Drs Lawrence Steinberg and Jason Chein have used driving simulations to look at the numbers of risks – such as accelerating through a changing traffic light – taken by people of different ages. When adolescents and adults performed a driving task alone, they took similar numbers of risks. However, when a couple of friends were standing behind them, teenagers took three times as many risks, whereas adults continued to take the same number. These findings fit with data showing that young drivers are more likely than adults to have car accidents, and that the majority of accidents occur when there are passengers of a similar age in the car. They also exemplify how, in a peer group, young people may indulge in risky behaviour that they might eschew when alone.
This work on adolescent brain development raises three important issues, which I discuss in a recent paper, ‘Is Adolescence a Sensitive Period for Sociocultural Processing?’ co-authored with my colleague Kathryn Mills and published by Annual Review of Psychology. First, we have had to revise our tendency to attribute typical adolescent behaviour chiefly to hormones and to changes in the social environment. It is clear now that behaviour is linked, at least in part, to biological developments in the brain that are adaptive, natural and inevitable. Typical adolescent behaviours are probably advantageous in some way, since they are so intrinsically rooted in human development. It might be wise, therefore, to reframe adolescent behaviours as exploratory and potentially socially beneficial as opposed to only risky and problematic.
Speculatively, our understanding that adolescents tend towards different behaviours when among their peers might be a consideration in the continuing debates about levels of criminal responsibility for young people. For example, where young people are involved together in collective crimes, should the level of individual responsibility for each adolescent be judged as high as in a crime committed by a lone adolescent?
Second, the new insights from neuroscience might have important implications for mental health conditions, which often begin during the teenage years. Understanding changes in the brain may help to explain how these conditions develop.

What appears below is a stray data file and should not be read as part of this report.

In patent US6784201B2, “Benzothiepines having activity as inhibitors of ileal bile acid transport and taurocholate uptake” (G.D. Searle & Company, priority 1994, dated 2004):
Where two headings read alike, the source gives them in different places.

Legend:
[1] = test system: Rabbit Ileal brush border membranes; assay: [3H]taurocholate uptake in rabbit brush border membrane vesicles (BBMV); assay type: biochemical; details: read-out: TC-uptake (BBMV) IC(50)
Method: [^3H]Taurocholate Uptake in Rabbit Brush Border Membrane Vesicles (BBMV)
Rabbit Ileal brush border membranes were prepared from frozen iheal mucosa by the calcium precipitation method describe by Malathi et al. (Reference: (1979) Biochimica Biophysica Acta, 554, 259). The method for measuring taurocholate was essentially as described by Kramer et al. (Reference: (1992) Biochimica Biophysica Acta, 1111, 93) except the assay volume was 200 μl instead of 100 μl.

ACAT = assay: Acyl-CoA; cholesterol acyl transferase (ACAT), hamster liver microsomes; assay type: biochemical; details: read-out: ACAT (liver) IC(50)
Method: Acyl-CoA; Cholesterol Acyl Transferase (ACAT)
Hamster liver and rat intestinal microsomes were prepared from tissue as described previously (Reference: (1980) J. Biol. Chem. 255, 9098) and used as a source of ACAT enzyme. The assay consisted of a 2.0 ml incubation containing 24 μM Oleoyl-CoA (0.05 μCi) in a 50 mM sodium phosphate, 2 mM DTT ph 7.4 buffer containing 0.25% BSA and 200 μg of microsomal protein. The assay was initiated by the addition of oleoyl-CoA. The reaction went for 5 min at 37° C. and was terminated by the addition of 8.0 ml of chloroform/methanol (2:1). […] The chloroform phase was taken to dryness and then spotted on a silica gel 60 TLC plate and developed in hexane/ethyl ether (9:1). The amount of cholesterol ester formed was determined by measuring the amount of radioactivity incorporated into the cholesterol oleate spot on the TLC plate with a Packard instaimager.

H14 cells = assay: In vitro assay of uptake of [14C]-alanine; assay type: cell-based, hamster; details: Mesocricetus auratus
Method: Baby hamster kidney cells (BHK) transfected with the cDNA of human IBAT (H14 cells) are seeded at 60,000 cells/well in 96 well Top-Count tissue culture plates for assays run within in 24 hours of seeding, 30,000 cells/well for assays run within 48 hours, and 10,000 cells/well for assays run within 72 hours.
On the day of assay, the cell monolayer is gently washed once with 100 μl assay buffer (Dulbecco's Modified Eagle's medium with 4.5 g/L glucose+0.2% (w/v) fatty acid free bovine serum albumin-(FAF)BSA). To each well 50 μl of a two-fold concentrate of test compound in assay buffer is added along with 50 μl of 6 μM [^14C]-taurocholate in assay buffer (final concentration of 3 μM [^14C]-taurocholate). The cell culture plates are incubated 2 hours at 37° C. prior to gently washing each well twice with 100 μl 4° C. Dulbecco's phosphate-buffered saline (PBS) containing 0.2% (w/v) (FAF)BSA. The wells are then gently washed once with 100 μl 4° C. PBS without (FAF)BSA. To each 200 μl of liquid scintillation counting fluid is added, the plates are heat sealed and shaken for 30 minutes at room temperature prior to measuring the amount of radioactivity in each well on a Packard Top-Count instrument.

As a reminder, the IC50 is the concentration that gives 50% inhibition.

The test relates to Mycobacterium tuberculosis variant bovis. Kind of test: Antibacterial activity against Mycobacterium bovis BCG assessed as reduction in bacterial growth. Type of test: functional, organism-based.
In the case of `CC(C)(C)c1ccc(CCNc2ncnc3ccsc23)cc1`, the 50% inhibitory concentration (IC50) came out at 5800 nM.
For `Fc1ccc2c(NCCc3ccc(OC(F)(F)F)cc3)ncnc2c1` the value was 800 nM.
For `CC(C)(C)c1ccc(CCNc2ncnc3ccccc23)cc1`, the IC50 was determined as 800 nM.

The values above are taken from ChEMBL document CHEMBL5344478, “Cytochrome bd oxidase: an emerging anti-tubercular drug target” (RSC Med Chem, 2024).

Third, we should find ways to channel risk taking. If adolescent behaviour is linked to approval from friends and to avoiding social exclusion, we should examine how young people might positively influence each other’s learning and decisions through peer education and mentoring. It would be worth testing whether peer-led initiatives might channel the natural propensity to take risks into positive contexts such as academic learning and career planning, where it would be advantageous.
Like adults of nearly every generation, Shakespeare dismissed the capacities of adolescence, declaring in “The Winter’s Tale”: “I would there were no age between ten and three-and-twenty, or that youth would sleep out the rest; for there is nothing in the between but getting wenches with child, wronging the ancientry, stealing, fighting.” Today, thanks to the insights of the behavioural sciences and of neuroscience, we can explore how policy could focus on the strengths that come from adolescent development, not simply on teenagers’ developmental weaknesses.
Our understanding that adolescents tend towards different behaviours when among their peers might be a consideration in the continuing debates about levels of criminal responsibility for young people.
The new insights from neuroscience might have important implications for mental health conditions, which often begin during the teenage years. Understanding changes in the brain may help to explain how these conditions develop.
Blakemore SJ & Mills KL (2014), Is Adolescence a Sensitive Period for Sociocultural Processing?, Annual Review of Psychology 65
Blakemore , SJ & Frith U (2005) The learning Brain: Lessons for Education, Blackwell Wiley